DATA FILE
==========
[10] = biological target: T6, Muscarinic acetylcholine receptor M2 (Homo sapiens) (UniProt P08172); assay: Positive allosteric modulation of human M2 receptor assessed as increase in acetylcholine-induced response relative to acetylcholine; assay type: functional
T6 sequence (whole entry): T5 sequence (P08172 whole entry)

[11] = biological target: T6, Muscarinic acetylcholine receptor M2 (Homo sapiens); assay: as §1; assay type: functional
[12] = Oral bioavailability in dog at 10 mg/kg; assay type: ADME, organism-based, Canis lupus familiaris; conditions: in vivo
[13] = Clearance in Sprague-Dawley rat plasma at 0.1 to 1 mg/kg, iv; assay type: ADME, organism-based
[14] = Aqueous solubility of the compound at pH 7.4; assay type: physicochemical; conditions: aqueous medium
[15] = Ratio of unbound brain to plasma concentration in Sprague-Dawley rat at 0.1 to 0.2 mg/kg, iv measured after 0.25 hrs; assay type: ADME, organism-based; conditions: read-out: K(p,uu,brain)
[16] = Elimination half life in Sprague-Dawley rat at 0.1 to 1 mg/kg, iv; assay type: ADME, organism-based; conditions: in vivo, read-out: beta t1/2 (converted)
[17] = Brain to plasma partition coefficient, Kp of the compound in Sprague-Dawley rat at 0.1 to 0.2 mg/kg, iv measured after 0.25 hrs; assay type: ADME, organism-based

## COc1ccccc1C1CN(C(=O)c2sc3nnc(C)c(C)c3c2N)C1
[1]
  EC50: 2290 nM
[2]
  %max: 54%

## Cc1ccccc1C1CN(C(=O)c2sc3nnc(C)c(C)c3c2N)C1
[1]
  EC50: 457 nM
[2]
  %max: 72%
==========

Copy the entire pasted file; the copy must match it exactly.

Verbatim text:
[10] = biological target: T6, Muscarinic acetylcholine receptor M2 (Homo sapiens) (UniProt P08172); assay: Positive allosteric modulation of human M2 receptor assessed as increase in acetylcholine-induced response relative to acetylcholine; assay type: functional
T6 sequence (whole entry): T5 sequence (P08172 whole entry)

[11] = biological target: T6, Muscarinic acetylcholine receptor M2 (Homo sapiens); assay: as §1; assay type: functional
[12] = Oral bioavailability in dog at 10 mg/kg; assay type: ADME, organism-based, Canis lupus familiaris; conditions: in vivo
[13] = Clearance in Sprague-Dawley rat plasma at 0.1 to 1 mg/kg, iv; assay type: ADME, organism-based
[14] = Aqueous solubility of the compound at pH 7.4; assay type: physicochemical; conditions: aqueous medium
[15] = Ratio of unbound brain to plasma concentration in Sprague-Dawley rat at 0.1 to 0.2 mg/kg, iv measured after 0.25 hrs; assay type: ADME, organism-based; conditions: read-out: K(p,uu,brain)
[16] = Elimination half life in Sprague-Dawley rat at 0.1 to 1 mg/kg, iv; assay type: ADME, organism-based; conditions: in vivo, read-out: beta t1/2 (converted)
[17] = Brain to plasma partition coefficient, Kp of the compound in Sprague-Dawley rat at 0.1 to 0.2 mg/kg, iv measured after 0.25 hrs; assay type: ADME, organism-based

## COc1ccccc1C1CN(C(=O)c2sc3nnc(C)c(C)c3c2N)C1
[1]
  EC50: 2290 nM
[2]
  %max: 54%

## Cc1ccccc1C1CN(C(=O)c2sc3nnc(C)c(C)c3c2N)C1
[1]
  EC50: 457 nM
[2]
  %max: 72%